Jim Pearce – I’m In The Twilight Of A Mediocre Career – Oak Avenue Publishing OA001, 54:21: ****1/2:
Jim Pearce – Prairie Dog Ballet – Oak Avenue Publishing 7240, 53:01 ****:
(Jim Pearce – piano & vocals; Herman Burney – acoustic bass; Paul Fallat – drums; Eric South – saxophones, flute; Joe Grandsen – trumpet; Ken Gregory – guitars, background vocals; Rafael Pereira – percussion; Robert Dickson – acoustic bass)
As a purveyor of humorous jazz/blues songs, Jim Pearce might be compared to other renowned artists. That would be inappropriate, as Pearce only resembles himself. Certainly, he has some of the sophistication of David Frishberg, and a touch of Mose Allison rawness. But there is something original about his fragmented sketches of musical impressions. The multiple award-winning songwriter has reinvented the troubadour with modern jazz aesthetics.
Like most great storytellers, his life has its own idiosyncratic themes. As the tale is told, he dropped out of college to play at an amusement park. Broke and restless (great attributes for an aspiring musician), he formed a band and went on the road for nearly six years. Playing with regional bands, including Maurice Williams and The Zodiacs, The Catalinas and Sugarcreek on the Southland circuit, Pearce honed his technique and established a reputation as a ferocious performer. Weddings, concerts, festivals, clubs, nursing homes, and a gorilla funeral were all welcome gigs to this road warrior. Eventually, he would alleviate his touring schedule and record with his band.
I’m In The Twilight Of A Mediocre Career is the most current release. Consisting of thirteen original songs, (vocal and instrumental), self-deprecating charm and crisp, jazzy swingtime alternate with ease. The title cut offers a jazz-waltz, autobiographical retrospective. Pearce’s voice will never be confused with Joe Williams, but his sarcastic ebullience is offset nicely by his breezy piano solos. The opening track, “Let’s Run Away”, is offered in the style of “Fly Me To The Moon”. The steady, cool tempo receives a spirited trumpet solo by Joe Gransden, before it gets turned over to the animated piano run by Pearce. “It Just Ain’t Fair” gives the singer a stage for romantic overtone. This time, a tenor sax solo by Eric South frames the composition’s bouncy countenance.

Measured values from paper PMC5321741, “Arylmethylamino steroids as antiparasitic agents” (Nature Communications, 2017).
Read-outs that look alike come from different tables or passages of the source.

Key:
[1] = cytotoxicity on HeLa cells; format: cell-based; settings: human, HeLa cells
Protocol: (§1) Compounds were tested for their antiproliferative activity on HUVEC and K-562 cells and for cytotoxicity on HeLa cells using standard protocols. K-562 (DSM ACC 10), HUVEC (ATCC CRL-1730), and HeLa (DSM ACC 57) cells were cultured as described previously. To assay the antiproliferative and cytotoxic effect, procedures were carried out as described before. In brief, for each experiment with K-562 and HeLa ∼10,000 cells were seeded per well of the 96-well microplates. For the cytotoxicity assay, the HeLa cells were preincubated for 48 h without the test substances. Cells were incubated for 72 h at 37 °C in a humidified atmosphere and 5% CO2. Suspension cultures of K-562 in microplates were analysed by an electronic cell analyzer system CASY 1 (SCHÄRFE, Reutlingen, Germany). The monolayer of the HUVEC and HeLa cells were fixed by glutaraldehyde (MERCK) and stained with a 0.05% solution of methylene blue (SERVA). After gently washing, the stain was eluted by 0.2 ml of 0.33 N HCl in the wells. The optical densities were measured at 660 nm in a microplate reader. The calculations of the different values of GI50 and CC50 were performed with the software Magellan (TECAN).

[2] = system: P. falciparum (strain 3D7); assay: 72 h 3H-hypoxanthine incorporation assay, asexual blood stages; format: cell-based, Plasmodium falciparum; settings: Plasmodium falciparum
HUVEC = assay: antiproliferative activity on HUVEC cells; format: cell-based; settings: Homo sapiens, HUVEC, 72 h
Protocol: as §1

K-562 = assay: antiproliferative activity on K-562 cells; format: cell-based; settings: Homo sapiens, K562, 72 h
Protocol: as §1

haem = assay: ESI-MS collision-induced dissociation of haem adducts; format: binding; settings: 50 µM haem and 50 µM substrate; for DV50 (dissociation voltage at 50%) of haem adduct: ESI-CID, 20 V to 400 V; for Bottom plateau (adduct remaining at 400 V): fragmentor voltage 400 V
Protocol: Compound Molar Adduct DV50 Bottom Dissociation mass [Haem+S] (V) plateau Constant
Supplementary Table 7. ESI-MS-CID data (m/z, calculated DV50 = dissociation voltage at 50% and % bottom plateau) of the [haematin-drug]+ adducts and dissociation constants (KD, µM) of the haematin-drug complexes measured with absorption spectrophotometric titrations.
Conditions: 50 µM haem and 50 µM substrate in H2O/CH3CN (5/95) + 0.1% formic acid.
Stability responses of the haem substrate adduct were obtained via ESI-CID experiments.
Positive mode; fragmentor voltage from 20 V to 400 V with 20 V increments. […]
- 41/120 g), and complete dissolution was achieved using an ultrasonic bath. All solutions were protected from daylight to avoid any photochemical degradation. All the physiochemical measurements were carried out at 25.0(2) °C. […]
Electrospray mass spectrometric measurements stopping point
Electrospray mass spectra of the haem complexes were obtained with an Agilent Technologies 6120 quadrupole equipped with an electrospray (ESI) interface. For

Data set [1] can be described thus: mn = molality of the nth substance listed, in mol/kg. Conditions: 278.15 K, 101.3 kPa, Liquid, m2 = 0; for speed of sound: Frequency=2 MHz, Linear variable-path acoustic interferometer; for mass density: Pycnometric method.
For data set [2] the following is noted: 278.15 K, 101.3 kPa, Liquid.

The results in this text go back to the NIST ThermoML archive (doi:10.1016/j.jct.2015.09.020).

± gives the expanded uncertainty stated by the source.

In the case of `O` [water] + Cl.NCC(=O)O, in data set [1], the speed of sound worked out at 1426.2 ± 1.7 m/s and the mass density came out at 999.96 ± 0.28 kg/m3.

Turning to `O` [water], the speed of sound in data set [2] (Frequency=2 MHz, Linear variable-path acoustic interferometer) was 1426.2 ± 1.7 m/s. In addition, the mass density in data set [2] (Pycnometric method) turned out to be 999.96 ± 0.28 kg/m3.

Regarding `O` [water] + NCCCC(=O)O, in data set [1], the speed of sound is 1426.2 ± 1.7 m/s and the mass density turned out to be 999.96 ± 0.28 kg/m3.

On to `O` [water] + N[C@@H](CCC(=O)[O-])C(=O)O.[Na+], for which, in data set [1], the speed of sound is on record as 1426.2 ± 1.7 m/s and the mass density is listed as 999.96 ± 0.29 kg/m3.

The instrumental pieces are engaging as well. “Almost To Brazil” spins a relaxed, samba cadence with jazzy coloration. With a furtive downbeat, “Refried And Bona Fide” achieves a fusion trio sound with Herman Burney’s solid bass and Paul Fallat’s crisp drumming. The finale, “Happy Keys” is a simple, jaunty piano opus that showcases the depth of Pearce’s harmonics.
Prairie Dog Ballet, released in 2006, utilizes the same musicians with different arrangements. The title piece has a post bop, horn chorus driving the melody. The jazzier feel is maintained on “Unknowable Blue”. Tempo shifts, complemented by trumpet and tenor sax solos, cultivate a deeper aesthetic. A certain highlight is “One More Tomorrow” with a plaintive late-night acoustic resonance. Pearce’s piano play is both nuanced and lyrical in its eloquence. Fans of his idiomatic lyrics will not be disappointed. “Why I Haven’t Got You” (another hilarious rumination on love), “Gone Fishin” (a jump swing incarnation), and “Now That You’re Gone” (more relationship angst) strike the perfect equilibrium of jazz spontaneity and humorous narrative.
These albums are well crafted and very accessible. Perhaps Jim Pearce is at the apex of his “mediocre” career.
TrackList (I’m In The Twilight Of A Mediocre Career): Let’s Run Away; I’m In The Twilight Of A Mediocre Career; Noodlearity; Here I Am Dreaming Rainbows; It Just Ain’t Fair; Almost To Brazil; I Hates To Leaves Ya But I Gots To Went; Just Another Spring Song; Refried And Bona Fide; Sasquatch Is Falling In Love; Happy Keys
TrackList (Prairie Dog Ballet): Prairie Dog Ballet; Why I Haven’t Got You; Tucker Samba; Unknowable Blue; Now That You’re Gone; Gone Fishin’; Last Love; Happy Groove Tune; There’s Just Something ‘Bout You; Halfway Home; One More Tomorrow
— Robbie Gerson